Vitamin D is a very important vitamin. It is formed mainly in the skin and then used by every cell in the body.
Correct levels of vitamin D are important for the immune system to work properly.
Ninety per cent of vitamin D is made from sunlight exposure directly on to the skin (not through glass).
Only about 10 per cent of vitamin D comes from food sources such as oily fish, fortified milk and egg yolks.
Your doctor can order a blood test.
This often makes it hard to get enough sun to make vitamin D. It is therefore recommended that you take extra vitamin D in the form of a supplement; this will benefit both you and your baby.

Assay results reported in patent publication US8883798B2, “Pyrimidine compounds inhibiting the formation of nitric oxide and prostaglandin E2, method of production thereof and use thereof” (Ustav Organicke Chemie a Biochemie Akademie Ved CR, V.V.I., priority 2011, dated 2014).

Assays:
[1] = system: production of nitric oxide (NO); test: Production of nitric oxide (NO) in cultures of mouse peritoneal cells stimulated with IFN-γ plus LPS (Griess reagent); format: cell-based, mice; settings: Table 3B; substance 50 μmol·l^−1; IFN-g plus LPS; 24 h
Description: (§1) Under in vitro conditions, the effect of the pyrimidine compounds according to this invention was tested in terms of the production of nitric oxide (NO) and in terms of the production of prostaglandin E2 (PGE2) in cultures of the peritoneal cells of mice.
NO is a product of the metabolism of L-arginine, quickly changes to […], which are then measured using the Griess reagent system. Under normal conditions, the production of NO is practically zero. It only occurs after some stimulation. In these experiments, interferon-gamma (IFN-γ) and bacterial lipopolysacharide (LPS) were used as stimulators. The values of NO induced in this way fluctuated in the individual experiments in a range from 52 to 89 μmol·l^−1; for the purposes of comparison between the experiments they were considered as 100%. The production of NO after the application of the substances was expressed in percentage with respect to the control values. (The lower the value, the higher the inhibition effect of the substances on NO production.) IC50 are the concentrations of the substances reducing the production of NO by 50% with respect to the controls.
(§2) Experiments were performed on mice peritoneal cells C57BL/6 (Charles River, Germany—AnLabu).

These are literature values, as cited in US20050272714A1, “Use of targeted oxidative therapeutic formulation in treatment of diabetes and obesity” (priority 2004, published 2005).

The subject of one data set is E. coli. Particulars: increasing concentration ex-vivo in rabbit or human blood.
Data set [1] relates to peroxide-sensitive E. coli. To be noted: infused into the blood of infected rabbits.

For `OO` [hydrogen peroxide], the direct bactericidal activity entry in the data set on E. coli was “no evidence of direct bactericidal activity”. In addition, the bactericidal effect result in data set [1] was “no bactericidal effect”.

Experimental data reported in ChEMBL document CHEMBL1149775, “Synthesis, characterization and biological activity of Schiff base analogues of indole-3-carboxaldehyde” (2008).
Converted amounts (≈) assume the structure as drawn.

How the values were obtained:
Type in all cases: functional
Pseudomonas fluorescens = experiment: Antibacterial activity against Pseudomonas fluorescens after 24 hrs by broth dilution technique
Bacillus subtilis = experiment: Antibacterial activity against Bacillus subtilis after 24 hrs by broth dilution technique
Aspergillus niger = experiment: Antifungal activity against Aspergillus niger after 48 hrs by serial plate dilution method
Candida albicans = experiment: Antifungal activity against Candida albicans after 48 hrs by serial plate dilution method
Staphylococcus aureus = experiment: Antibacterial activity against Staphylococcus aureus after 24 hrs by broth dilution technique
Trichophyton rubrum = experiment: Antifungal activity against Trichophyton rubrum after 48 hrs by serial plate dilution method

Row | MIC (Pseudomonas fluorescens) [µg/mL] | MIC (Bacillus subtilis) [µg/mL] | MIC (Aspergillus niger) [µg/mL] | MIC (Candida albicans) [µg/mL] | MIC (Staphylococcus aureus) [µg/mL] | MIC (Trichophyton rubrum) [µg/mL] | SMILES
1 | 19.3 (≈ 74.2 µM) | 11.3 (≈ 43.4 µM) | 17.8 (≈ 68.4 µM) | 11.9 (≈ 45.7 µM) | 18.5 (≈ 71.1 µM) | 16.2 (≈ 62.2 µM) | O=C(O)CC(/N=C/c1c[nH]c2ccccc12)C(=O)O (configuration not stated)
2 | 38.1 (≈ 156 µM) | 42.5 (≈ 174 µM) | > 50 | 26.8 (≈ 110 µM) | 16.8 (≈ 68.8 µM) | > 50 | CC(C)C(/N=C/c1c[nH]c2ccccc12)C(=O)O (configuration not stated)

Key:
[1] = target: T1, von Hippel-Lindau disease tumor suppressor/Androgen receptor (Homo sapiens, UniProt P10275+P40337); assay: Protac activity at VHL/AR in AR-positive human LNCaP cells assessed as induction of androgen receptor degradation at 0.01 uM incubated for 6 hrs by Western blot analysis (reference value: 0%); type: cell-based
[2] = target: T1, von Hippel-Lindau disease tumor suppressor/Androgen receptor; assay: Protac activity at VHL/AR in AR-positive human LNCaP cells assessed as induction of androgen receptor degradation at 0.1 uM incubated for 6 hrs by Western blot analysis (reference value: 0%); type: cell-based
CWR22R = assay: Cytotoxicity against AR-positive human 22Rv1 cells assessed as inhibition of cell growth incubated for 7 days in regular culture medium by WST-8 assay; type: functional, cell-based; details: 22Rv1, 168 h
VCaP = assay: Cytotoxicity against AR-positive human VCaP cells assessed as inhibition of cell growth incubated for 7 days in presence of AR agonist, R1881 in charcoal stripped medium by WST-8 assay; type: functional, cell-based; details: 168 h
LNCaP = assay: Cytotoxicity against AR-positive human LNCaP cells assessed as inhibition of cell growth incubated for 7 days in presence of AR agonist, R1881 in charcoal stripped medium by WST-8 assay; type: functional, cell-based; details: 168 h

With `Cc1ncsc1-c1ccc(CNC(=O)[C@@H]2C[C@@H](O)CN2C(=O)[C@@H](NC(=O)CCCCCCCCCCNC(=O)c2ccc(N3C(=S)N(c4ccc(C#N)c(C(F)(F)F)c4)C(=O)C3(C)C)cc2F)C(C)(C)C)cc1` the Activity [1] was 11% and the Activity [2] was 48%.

People who are vitamin D deficient are at risk of having softer bones that are prone to breaking. Muscles can be weak and sore in severe deficiency.
Children with very low vitamin D levels can develop rickets. This can be serious. Because the bones don’t form normally the child can be short and the legs bowed. Sometimes the calcium level in the blood can be very low and this can lead to the child having seizures (fits).
from WA dept of Health